Wells Fargo’s vision and values led to its downfall

Photos: AP

Visions statements inspire. Wells Fargo’s inspired fraud. A close read of the company’s Vision & Values Statement reveals how the bank’s employees took some of the statements in this vision too far, ignored others, and created a corrupt scheme to meet quotas and violate customers’ trust.

Elizabeth Warren mentioned the Vision & Values Statement during her withering cross-examination of Wells Fargo CEO John Stumpf. It’s a detailed 10,000-word document. And you can see the roots of the current scandal right in the vision statement.

Vision statements and metrics, taken to extremes, can drive unethical behavior

Let’s take a look at what’s in there. Bold type and translation are mine, italics reflects emphasis in the original. Some boring parts omitted.

wells-fargo-vision-and-valuesOur vision

Our vision is: “We want to satisfy our customers’ financial needs and help them succeed financially.”

Our vision of financially successful customers is based on a simple premise: We believe customers across all business segments can be better served, and save time and money, if they bring their financial services to one trusted provider that knows them well, provides reliable guidance and advice, and can serve their full range of financial needs through a wide choice of products and services.

Translation: We’re got so many products, we want all of your business. We’ll give you service you didn’t even realize you needed, without even telling you!

[O]ur own customers still give a significant amount of their financial business to our competitors. Our job — central to our vision — is to make it easy for them to bring more of their business to us so we can satisfy their financial needs.

Translation: Workers who don’t squeeze customers into every possible product we have are failures, and will not receive bonuses.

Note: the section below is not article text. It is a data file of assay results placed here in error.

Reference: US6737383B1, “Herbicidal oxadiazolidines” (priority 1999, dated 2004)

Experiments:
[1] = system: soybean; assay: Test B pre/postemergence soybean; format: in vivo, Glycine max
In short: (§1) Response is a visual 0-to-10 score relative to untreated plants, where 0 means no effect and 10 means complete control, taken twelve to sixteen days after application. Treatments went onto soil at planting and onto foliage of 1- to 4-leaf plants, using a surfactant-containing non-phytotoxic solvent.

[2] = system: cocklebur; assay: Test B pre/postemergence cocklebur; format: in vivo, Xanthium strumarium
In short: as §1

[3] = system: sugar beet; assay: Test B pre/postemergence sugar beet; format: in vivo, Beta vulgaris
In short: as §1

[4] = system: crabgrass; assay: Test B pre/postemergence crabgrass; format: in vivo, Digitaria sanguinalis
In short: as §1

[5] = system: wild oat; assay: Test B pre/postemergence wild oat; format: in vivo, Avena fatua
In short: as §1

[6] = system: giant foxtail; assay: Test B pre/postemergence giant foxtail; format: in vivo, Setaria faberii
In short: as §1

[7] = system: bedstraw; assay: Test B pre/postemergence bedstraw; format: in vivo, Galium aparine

Our vision has nothing to do with transactions, pushing products, or getting bigger for the sake of bigness. It’s about building lifelong relationships one customer at a time.

Translation: Transactions, pushing products, and getting bigger for the sake of bigness aren’t our vision — they’re just how we do our jobs every day.

The reason we wake up in the morning is to help our customers succeed financially and to satisfy their financial needs, and the result is that we make money. It’s never the other way around. Our time-tested vision will forever be what matters to Wells Fargo. We’ll never put the stagecoach ahead of the horses.

Translation: We just checked, and 5,300 employees put the stagecoach first and made 2 million fake accounts. They must have skipped this part.

Our values

Our values should guide every conversation, decision, and interaction. Our values should anchor every product and service we provide and every channel we operate. If we can’t link what we do to one of our values, we should ask ourselves why we’re doing it. It’s that simple.

Translation: Values are great. It’s putting them into practice that’s tricky.

Our culture is about plural pronouns — we, us, and ours — instead of I, me, and mine. The star of the team is the team; we win by playing “us” ball.

Translation: We’ll whip you into shape and drive you so hard that you’ll break rules to meet quotas. And when you get caught, we’ll fire you, and then proudly testify in front of Congress that it was your fault.